Broadway by Light (1958), a film directed by William Klein

”I did this book on New York: black-and-white, grungy photographs. People said, “What a put-down–New York is not like that. New York is a million things, and you just see the seamy side.” So I thought I would do a film showing how seamy New York was, but intellectually, by doing a thing on electric-light signs. How beautiful they are, and what an obsessive, brainwashing message they carry. And everybody is so thankful for this super spectacle. Anyway, I think it’s the first Pop film.” – William Klein (source)

It’s been almost three years since we came to live next to Times Square – just off, still ”too close for comfort”. I’ve been crisscrossing Broadway every working day of the week, at least twice; sometimes during the weekends too. I have seen it by day and by night, sweating in the sizzling summer heat and glimmering after the rain, covered in snow and confetti, flooded with crowds and quasi-empty (yes, it does happen – rarely, but it does). But seeing it through Mr. Klein’s lens adds a whole new poetic dimension to the reality of Broadway, as we know it today.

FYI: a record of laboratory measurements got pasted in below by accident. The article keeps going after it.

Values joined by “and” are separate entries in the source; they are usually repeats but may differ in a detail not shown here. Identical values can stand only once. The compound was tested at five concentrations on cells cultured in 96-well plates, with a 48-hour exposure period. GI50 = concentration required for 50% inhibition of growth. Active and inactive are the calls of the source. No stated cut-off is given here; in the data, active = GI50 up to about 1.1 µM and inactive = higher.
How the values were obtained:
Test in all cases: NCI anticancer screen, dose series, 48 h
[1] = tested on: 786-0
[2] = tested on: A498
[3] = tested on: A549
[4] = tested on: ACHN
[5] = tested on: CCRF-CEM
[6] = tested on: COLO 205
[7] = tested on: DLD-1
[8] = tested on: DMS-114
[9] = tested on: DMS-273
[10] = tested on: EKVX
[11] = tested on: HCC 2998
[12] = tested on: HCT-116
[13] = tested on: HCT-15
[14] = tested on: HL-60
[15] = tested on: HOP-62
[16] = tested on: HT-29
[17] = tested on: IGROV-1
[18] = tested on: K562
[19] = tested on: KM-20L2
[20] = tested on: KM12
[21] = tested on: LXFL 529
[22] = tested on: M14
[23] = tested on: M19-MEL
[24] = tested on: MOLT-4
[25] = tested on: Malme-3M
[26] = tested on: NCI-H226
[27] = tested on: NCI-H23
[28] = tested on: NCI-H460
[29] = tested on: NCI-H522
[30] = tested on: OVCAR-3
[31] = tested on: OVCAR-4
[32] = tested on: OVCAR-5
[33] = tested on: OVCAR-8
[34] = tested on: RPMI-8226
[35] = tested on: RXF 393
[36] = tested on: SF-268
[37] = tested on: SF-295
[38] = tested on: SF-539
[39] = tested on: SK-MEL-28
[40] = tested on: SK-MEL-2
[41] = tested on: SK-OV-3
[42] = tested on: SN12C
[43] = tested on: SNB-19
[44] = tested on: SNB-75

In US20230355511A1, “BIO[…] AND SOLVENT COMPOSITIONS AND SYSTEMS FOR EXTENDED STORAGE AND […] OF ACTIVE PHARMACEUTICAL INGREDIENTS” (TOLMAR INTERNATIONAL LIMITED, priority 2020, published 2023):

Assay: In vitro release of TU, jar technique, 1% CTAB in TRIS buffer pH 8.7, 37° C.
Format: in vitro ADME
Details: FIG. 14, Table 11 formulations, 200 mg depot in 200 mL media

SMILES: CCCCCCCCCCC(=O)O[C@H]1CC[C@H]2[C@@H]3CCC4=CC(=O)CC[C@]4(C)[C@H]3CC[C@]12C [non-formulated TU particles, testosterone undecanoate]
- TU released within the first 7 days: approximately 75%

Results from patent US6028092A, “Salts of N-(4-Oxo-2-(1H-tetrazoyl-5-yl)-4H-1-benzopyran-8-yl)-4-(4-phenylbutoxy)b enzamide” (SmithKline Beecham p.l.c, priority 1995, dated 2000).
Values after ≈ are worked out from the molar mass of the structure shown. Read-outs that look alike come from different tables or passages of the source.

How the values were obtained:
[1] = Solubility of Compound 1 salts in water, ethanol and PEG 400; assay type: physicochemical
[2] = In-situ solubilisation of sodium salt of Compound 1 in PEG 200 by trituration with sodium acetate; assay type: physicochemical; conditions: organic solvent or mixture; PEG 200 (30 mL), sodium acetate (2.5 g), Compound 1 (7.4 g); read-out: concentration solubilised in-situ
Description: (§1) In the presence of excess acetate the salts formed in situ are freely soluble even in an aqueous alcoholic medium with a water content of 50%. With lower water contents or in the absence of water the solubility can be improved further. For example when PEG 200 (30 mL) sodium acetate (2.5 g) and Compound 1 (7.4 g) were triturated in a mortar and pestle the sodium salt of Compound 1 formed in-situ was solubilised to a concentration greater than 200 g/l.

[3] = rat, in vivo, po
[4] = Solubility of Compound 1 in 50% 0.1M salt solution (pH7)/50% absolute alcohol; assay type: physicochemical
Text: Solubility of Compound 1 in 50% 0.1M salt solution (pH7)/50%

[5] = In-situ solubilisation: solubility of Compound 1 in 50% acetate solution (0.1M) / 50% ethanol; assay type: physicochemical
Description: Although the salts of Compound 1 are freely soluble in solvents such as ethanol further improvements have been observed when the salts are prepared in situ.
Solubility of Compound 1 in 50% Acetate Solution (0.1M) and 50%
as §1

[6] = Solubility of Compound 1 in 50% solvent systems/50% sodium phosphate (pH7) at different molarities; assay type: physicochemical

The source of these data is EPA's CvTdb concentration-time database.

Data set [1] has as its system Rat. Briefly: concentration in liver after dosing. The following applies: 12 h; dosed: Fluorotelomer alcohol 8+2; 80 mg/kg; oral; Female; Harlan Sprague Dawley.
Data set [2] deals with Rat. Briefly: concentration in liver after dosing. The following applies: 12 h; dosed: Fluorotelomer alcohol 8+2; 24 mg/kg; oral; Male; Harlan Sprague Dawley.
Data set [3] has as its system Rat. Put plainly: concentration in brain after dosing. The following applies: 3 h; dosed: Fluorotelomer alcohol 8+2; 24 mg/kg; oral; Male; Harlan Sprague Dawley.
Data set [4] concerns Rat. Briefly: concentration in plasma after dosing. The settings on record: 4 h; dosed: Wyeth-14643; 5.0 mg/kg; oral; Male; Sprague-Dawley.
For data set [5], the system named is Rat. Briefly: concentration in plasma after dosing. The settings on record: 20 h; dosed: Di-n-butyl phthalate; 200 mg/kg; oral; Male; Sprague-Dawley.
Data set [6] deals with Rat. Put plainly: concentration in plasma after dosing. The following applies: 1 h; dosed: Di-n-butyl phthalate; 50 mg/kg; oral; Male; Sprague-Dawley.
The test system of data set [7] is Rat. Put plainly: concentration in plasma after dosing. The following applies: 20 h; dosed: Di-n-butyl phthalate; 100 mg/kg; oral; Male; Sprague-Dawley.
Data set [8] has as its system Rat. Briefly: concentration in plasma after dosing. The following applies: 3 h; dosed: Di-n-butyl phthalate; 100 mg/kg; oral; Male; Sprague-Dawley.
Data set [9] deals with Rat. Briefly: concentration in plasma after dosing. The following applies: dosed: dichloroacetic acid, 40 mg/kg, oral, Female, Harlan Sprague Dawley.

It begins with these words:

”Les américaines ont inventé le jazz pour se consoler de la mort, la star pour se consoler de la femme.

Pour se consoler de la nuit, ils ont inventé Broadway…”

Click on the stills gallery for a larger view or, better yet, bedazzle yourself by watching this beautiful short film (only about 10′ long), here:

March 8th, 2018

Sunday in the park with George